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Subject:Re: What about minimalism? From:Rick Lippincott <RJLIPPINCOTT -at- DELPHI -dot- COM> Date:Wed, 12 Oct 1994 05:40:03 -0400
Bob Handlin writes:
>If on the other hand you've written chapter after chapter over gorgeous
>text, and the one time a user goes to the book the answer isn't there, in
>their mind the book is a piece of garbage.
Very true. I faced comments similar to this just last week, with people
from other departments in our company. I've inherited a set of manuals with
a very pretty index, built by Frame's method of building an index based on
heads. That's all the index was: an alphabetical listing of the headers
found in the manual. If you know exactly what a procedure is called, it
works like a champ. It's about as minimal an index as possible.
Also, TRMOAS, (i.e., "That Reminds Me Of A Story"), at one company the spec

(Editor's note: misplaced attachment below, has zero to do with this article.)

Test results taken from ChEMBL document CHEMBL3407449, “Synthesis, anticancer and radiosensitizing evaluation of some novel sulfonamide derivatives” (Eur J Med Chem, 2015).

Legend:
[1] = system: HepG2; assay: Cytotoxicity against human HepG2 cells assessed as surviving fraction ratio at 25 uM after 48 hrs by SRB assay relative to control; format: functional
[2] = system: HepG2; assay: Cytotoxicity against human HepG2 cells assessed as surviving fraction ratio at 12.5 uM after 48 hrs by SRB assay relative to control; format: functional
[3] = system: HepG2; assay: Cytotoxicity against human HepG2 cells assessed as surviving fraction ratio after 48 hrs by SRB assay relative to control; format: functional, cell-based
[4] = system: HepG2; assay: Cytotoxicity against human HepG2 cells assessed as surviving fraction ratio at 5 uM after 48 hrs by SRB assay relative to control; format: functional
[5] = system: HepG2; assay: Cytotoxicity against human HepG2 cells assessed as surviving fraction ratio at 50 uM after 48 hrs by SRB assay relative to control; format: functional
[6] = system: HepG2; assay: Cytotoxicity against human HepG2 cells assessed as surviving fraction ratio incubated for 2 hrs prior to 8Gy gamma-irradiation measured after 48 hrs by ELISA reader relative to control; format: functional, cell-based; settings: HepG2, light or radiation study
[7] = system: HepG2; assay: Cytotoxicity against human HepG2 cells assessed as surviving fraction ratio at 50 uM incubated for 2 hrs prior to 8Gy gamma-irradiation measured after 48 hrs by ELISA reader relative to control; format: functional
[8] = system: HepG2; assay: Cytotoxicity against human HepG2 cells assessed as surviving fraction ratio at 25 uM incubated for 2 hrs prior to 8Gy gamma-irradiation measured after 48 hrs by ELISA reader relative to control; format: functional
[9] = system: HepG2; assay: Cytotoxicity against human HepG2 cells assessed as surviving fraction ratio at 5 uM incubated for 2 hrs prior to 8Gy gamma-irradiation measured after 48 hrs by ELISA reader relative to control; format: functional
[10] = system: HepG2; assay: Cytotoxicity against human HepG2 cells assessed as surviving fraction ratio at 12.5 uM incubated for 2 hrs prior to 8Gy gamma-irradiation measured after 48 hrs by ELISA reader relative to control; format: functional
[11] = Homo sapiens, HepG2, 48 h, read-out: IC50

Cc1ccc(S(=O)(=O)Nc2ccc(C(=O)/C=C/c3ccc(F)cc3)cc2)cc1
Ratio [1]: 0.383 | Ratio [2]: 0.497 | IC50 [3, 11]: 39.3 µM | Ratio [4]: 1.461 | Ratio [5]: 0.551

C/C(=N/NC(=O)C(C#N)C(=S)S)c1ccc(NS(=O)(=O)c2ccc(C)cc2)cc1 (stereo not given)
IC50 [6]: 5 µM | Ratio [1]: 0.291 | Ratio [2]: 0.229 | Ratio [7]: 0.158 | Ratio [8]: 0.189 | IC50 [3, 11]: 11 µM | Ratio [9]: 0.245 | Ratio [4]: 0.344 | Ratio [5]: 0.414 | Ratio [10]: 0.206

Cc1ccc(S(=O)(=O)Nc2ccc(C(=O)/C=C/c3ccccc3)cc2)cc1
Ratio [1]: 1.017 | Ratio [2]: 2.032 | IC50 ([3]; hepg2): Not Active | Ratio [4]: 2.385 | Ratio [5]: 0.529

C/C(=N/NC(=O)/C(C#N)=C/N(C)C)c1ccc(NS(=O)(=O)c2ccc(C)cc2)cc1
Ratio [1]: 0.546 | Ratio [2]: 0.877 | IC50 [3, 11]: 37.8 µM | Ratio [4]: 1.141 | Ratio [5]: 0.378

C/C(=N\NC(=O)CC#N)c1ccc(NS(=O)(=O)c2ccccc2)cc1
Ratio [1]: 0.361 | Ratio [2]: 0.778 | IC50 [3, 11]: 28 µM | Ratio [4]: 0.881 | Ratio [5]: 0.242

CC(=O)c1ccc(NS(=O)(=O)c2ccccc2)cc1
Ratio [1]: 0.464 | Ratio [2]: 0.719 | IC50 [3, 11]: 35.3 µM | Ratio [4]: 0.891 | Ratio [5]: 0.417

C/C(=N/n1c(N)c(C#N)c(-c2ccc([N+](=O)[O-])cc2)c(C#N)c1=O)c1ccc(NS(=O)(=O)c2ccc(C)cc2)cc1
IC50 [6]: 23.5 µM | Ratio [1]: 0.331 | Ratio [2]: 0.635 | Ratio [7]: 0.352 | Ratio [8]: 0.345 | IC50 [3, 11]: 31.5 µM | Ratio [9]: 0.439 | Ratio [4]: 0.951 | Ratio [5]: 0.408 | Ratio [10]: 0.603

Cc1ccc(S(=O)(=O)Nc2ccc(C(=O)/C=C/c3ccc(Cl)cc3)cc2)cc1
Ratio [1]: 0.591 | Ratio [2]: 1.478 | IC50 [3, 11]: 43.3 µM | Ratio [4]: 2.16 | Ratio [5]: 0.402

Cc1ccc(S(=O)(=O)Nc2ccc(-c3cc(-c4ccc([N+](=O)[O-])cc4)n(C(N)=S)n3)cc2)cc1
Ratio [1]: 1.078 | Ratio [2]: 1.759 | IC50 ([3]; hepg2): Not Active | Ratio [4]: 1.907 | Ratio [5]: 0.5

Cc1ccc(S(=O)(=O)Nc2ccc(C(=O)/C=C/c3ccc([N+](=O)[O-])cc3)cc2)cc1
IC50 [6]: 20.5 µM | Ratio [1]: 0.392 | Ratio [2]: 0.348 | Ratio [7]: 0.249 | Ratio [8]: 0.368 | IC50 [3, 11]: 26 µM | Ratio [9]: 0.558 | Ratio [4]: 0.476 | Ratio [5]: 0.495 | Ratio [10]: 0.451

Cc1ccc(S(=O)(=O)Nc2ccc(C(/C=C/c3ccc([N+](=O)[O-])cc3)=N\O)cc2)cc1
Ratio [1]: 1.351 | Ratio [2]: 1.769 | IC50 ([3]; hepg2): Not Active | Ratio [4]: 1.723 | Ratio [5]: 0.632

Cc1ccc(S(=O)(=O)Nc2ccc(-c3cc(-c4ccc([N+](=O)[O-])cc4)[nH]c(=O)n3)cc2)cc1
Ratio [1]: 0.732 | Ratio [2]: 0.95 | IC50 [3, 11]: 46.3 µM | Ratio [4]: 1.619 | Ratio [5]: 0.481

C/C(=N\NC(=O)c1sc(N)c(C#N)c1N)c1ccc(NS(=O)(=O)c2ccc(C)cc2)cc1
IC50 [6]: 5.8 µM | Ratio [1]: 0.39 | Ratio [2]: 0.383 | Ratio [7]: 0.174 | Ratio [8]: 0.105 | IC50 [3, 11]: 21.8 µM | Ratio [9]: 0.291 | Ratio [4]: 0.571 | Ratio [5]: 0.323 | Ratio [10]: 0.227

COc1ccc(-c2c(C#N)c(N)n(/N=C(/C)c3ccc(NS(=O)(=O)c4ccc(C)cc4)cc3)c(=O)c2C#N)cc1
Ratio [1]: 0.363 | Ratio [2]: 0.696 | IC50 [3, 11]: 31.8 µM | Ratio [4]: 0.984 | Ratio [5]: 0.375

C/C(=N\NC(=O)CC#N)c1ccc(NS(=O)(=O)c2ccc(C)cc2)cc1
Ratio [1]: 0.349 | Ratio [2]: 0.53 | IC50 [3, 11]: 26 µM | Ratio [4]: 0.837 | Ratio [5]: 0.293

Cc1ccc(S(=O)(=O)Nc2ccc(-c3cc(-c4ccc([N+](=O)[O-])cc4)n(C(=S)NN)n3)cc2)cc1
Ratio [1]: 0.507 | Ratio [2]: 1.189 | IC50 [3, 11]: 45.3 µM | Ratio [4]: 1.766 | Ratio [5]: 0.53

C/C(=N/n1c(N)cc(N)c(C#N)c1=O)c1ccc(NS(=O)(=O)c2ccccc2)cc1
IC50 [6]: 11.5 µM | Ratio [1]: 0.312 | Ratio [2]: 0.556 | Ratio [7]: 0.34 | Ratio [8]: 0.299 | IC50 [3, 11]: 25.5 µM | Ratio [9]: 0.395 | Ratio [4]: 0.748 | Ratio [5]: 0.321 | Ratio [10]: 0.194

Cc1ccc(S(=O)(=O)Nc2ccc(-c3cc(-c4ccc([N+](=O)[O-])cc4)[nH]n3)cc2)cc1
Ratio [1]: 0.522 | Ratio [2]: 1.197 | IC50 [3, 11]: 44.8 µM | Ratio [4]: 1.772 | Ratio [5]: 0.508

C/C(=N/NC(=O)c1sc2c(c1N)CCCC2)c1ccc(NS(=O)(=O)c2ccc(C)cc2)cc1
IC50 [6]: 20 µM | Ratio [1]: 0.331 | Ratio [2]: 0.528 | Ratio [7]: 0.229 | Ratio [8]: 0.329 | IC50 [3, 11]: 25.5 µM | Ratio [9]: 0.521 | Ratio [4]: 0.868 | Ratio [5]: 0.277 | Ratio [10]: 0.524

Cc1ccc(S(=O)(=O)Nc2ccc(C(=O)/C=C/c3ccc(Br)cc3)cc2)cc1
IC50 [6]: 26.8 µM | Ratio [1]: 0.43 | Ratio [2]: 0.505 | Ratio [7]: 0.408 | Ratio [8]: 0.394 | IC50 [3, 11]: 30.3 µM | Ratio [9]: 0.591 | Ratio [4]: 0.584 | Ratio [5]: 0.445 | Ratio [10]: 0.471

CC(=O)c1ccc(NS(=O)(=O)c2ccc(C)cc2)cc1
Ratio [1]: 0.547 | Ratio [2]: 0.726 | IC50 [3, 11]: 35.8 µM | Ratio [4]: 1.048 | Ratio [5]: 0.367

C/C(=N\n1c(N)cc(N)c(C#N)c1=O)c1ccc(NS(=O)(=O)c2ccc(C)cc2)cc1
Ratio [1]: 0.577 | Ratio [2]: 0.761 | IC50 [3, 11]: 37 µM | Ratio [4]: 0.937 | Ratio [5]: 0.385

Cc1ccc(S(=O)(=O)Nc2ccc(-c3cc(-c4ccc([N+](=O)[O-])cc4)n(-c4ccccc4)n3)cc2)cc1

called for items to show up in the index in three places. While the intent
was -at least- three, it had been interpreted by a generation of lazy
writers as meaning "no more, no less, exactly three." One of these was
eaten up by an exact repeat of the header in the index, the other two were
the most popular guesses. If it was a procedure that could be named in five
or six different ways, tough luck. Hopefully, the customers were thinking
the exact same way as our writers. It was always interesting having a
debate with an editor, though. The argument always amounted to them saying
"You have too many cross-references in your index. Take some out." This
was followed by my reply "I'm just thinking of the confused user. I'm
leaving them in." And I'd think "Isn't this the opposite from the way most
index arguments go?"
rjlippincott -at- delphi -dot- com